18th January 2019

Journalist who uncovered corruption in Ghanaian football shot dead

Ahmed Hussein-Suale Divela, a journalist who worked with Anas Aremeyaw Anas to expose corruption in Ghanaian football, has been shot dead. FIFA banned former Ghana FA President and FIFA Council member Kwesi Nyantakyi for life last year, after he was filmed accepting corrupt payments as part of the two year investigation. Over 150 corrupt payments to officials and referees were recorded by Anas’s Tiger Eye Private Investigations team, which included Divela.

Anas confirmed the shooting on Twitter, posting a video (below) in which Member of Parliament Kennedy Agyapong calls for Divela to be assaulted. In footage from Anas’s exposé, Nyantakyi reportedly alleges that Agyapong was given a post as Minister for Transport as a reward for financial contributions to Ghana’s New Patriotic Party (NPP). He also owns NET2 TV, on which he called for Divela to be assaulted. In a 29 May appearance on Adom TV last year, Agyapong criticised Anas’s methods and dragged his finger across his throat whilst making a choking sound.

In May last year, Agyapong supported Nyantakyi’s claims that he had been unfairly set up by Anas. The Committee to Protect Journalists (CPJ) said that Divela believed that people sought to harm him. ‘Since my image was published and [the] public was incited against me […] many people have attempted [to attack me]’, read an extract from a September 2018 WhatsApp message published by the CPJ in a statement. ‘Indeed, it [has] been hinted in some quarters that the very man who published [my image] said he was doing everything possible to quell [my] existence’.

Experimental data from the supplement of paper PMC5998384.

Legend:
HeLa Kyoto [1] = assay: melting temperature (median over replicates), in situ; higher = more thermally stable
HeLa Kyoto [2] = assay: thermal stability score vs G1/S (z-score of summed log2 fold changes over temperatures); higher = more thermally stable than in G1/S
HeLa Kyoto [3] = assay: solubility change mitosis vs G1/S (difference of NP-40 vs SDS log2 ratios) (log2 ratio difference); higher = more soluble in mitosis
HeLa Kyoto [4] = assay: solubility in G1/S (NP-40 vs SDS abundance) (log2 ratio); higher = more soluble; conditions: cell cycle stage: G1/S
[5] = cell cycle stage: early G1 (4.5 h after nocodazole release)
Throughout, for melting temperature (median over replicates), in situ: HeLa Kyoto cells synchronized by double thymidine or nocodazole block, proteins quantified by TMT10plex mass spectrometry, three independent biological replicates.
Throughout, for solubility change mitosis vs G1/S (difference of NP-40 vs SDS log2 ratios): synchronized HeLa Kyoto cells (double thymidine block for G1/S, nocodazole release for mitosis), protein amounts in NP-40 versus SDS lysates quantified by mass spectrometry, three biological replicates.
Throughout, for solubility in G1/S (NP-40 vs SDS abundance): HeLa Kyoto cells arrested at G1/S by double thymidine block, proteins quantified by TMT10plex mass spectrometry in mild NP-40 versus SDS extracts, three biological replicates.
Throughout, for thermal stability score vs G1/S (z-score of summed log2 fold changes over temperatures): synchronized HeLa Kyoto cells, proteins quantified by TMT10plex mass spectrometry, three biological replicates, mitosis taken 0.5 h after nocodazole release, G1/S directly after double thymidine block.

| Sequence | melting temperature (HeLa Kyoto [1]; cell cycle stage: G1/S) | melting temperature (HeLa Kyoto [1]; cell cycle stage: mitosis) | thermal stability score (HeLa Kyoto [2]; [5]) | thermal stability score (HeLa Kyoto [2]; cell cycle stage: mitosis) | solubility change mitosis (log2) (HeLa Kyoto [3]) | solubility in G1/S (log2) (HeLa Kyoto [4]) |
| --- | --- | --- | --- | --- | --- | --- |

In a statement (PDF below), Ghana’s police force confirmed that it is is investigating the killing. “Press freedom is enshrined in the Constitution of Ghana and any kind of violence against the press need to be totally condemned”, said Kojo Oppong Nkrumah, Ghana’s Minister for Information, in a statement. It is understood, from YouTube news footage, that Agyapong has recently flown out of the country.

Nana Akufo-Addo-Addo, President of Ghana, condemned the killing of Divela, who had worked on several stories with the BBC. These included the production of video footage (below) covering Private Eye PI’s investigations into corruption in football, as well as an investigation into human body parts sold for ritualistic magic in Malawi.

“Those responsible for journalist Ahmed Divela’s killing should be swiftly brought to justice”, said Angela Quintal, Africa Programme Coordinator for the CPJ in a statement. “Ghana’s government must prove itself willing to hold accountable those who attack the press. This shooting is a grave signal that journalists cannot work safely to keep the public informed or hold power to account in Ghana.” 

Up to six journalists were killed in the line of duty in Africa last year, according to the International Press Institute’s (IPI) Death Watch. “The brutal murder of Hussein-Suale underscores the grave danger that journalists, especially those who tackle corruption and abuse of power, face in their line of work”, said Ravi R. Prasad, the IPI’s Director of Advocacy. “The government of Ghana must swiftly investigate this crime and bring the killers to justice.”

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